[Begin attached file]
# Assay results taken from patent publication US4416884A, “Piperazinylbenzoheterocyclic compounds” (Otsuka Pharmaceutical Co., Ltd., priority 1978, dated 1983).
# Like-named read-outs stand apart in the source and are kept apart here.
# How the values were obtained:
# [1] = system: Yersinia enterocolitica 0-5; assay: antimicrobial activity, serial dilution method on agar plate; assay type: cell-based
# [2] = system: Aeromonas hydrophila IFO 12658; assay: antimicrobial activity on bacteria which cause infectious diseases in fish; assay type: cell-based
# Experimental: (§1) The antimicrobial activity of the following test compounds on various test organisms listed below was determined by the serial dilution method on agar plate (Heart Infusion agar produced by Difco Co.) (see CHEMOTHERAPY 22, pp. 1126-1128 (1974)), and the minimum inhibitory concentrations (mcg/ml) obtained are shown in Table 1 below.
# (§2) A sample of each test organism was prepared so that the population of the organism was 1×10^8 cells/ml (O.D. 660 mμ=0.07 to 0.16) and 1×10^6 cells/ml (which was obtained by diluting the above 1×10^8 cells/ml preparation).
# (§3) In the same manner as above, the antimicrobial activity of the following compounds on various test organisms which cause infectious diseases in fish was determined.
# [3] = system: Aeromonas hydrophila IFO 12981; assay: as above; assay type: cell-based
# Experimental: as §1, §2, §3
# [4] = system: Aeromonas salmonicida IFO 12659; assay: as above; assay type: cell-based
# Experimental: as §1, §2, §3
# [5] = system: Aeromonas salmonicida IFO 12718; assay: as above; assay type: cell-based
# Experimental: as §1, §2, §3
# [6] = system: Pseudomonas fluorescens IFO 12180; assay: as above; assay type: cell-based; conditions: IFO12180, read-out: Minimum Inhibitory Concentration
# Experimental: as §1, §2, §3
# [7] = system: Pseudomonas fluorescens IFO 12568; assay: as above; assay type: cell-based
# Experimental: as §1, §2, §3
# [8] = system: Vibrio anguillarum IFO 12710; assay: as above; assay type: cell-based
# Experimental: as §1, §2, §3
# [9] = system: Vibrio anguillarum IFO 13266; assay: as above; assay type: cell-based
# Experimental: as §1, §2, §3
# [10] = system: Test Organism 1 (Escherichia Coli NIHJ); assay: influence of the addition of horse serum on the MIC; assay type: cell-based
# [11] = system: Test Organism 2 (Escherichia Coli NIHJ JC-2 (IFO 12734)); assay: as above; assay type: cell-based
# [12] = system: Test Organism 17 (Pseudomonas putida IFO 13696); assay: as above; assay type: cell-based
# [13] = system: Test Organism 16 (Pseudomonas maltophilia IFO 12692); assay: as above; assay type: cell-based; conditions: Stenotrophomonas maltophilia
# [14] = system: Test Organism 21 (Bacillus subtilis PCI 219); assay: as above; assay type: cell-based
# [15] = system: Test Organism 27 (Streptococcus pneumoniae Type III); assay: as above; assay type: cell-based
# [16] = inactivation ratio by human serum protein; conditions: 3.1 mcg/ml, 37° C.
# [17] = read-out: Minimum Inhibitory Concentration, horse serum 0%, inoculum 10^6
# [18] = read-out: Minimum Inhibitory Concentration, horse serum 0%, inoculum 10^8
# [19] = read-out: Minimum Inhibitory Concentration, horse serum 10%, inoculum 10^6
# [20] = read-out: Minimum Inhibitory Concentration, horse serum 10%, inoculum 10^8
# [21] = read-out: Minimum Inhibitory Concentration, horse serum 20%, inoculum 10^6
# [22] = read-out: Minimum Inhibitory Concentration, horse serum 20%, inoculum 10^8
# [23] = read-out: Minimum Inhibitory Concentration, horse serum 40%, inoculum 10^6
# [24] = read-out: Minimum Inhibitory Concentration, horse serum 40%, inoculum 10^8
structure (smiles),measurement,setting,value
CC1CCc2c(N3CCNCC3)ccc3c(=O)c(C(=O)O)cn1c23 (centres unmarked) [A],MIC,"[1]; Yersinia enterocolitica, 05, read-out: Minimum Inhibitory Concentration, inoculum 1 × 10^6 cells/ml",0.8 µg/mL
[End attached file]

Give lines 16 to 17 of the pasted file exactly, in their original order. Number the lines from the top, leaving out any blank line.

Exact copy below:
# Experimental: as §1, §2, §3
# [7] = system: Pseudomonas fluorescens IFO 12568; assay: as above; assay type: cell-based